Do we believe that we are inherently good people and it is only by the temptation of dark forces that we do evil?

 

Or… is that evil inside of us?

 

Is The Devil inside of me?

 

Am I The Devil?

 

Could the snake in the garden that tempted our perfect heroes be nothing more than symbolic of our own wants and desires?

 

What is the first sin we commit as humans? We disobey.

 

“Rory, clean your room.”

 

“No.”

 

Just like Adam and Eve. Or “Adam and Eve”.

 

Does darkness and light, good and bad, God and Satan, exist within me and you and everyone at every moment of every day? Are we each, as individuals, capable of doing what is right or wrong with our free will at any moment?

 

Here’s a personal confession that isn’t really a personal confession at all.

 

I love pornography.

 

Love it.

 

I could watch it all day long. Just sit down with a bowl of popcorn and let it rip. Video after video after video. Non-stop. 24/7. Weekends and holidays.

 

Now, it should be noted that I do NOT do this.

 

I do not watch pornography.

 

But I want to.

 

I choose not to. It is my choice that creates my actions. And it is my actions that define my character. Same for all of us.

 

We are each, as men, addicted to pornography.

 

Our male brains are hardwired, like magnets, to draw us to those images. We are born with that compulsion. Ladies, if your fella is telling you that he doesn’t like pornography, watch out, because you have got a liar on your hands and he is telling you things just to keep you satiated. If a man produces testosterone, he wants naked women. As many as possible. As often as possible.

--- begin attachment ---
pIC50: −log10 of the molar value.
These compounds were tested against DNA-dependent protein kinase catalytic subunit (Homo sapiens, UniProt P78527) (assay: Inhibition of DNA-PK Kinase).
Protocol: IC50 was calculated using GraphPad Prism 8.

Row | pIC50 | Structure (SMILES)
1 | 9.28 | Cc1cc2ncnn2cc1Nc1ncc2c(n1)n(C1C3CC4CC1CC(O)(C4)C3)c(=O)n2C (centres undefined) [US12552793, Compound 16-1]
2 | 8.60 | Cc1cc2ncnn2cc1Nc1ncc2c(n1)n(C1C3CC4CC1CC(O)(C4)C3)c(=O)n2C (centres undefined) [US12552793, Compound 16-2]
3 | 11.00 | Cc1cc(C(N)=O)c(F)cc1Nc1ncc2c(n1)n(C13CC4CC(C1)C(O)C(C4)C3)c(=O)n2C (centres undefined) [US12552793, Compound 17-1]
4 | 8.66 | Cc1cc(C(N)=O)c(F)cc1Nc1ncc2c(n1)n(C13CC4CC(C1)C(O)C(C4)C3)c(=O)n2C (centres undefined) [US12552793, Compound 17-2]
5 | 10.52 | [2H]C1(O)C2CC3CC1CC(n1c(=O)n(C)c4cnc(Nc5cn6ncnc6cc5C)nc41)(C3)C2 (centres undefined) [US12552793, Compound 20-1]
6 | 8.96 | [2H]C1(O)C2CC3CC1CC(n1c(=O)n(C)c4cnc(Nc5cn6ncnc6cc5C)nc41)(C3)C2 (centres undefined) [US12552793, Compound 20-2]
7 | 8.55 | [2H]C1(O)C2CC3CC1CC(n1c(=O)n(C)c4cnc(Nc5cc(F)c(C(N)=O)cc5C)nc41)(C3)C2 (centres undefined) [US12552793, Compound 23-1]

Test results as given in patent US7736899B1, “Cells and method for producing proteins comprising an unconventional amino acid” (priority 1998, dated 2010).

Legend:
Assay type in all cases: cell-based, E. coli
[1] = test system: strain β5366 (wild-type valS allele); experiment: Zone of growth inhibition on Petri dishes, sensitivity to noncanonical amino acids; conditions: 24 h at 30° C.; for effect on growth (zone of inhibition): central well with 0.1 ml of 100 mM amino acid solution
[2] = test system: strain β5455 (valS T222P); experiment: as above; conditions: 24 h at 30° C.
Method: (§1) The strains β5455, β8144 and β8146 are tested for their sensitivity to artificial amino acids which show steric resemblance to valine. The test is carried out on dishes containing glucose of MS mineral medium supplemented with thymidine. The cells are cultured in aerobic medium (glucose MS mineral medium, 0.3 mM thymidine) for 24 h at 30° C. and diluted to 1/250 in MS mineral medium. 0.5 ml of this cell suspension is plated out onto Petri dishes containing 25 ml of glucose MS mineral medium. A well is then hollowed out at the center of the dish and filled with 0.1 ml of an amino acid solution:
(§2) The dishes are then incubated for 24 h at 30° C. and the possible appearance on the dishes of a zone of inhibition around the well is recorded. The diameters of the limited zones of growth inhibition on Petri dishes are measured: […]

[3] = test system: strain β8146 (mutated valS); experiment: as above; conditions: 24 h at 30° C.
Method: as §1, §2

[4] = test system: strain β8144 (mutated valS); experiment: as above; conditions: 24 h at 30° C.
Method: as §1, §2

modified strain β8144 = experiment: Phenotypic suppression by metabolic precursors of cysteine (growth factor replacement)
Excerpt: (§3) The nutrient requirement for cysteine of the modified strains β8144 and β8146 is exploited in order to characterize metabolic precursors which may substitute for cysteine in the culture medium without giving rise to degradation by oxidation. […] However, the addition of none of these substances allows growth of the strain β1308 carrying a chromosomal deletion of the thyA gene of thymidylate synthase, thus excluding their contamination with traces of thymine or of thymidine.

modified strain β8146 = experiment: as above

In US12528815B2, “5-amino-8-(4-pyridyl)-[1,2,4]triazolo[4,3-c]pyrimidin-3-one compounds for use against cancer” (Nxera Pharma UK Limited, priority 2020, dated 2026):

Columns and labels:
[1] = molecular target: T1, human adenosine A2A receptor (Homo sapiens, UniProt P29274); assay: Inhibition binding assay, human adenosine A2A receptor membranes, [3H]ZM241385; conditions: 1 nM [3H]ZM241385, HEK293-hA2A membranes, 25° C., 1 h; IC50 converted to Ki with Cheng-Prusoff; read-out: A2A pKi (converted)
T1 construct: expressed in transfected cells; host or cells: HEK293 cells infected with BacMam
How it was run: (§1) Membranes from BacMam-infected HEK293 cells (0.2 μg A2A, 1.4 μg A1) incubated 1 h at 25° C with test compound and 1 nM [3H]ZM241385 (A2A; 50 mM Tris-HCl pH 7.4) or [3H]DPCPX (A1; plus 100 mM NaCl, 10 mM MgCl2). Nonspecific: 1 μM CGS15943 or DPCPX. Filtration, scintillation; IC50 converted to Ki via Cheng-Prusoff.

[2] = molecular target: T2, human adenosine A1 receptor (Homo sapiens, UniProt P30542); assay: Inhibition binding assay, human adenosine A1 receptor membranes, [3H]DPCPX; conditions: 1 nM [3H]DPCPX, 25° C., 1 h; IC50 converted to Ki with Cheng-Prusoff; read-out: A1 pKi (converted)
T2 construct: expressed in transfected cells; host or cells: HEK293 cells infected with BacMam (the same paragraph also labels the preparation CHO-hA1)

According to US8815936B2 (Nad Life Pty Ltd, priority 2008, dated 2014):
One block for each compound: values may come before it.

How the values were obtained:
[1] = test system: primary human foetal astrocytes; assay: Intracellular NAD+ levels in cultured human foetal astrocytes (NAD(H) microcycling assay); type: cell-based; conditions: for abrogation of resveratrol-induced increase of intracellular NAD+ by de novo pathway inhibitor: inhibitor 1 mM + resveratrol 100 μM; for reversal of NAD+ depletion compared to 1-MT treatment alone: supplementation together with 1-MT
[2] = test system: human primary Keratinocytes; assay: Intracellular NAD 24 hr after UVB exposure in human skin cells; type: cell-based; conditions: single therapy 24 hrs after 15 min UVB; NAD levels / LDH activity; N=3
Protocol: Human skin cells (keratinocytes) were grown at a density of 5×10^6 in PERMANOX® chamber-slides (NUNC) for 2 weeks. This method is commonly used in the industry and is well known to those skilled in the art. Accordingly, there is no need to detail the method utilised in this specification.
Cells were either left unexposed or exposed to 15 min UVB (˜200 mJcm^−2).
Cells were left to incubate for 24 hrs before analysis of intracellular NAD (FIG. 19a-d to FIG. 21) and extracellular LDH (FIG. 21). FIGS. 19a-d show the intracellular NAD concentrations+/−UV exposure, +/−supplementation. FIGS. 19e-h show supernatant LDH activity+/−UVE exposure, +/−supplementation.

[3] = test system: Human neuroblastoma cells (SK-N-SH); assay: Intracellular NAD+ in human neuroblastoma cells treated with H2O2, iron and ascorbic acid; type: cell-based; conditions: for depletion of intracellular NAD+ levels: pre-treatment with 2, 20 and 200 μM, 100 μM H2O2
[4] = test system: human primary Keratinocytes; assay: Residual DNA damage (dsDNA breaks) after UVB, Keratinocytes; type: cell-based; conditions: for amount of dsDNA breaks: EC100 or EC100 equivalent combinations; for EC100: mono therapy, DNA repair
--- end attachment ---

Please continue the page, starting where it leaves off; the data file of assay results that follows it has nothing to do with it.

This want is not a threat to the sanctity of your marriage or the commitment of your relationship. This is a burning in his very human nature. And it cannot be shaken.

 

And now you say, “Nah, my husband is not like that.”

 

And then I say, “The greatest trick the devil ever pulled was convincing the world he does not exist.”

 

If you don’t think that darkness is there, it’s because you are being fooled. There is darkness in each of us. But it is our choice to be swallowed by it or to shine light on it. Light in our thoughts. Light in our actions. Light in our words.

 

Now I’m going to take that popular phrase a step further and say that the greatest trap we, as humans, ever fell into was believing that we were not subject to darkness. That we were somehow above darkness.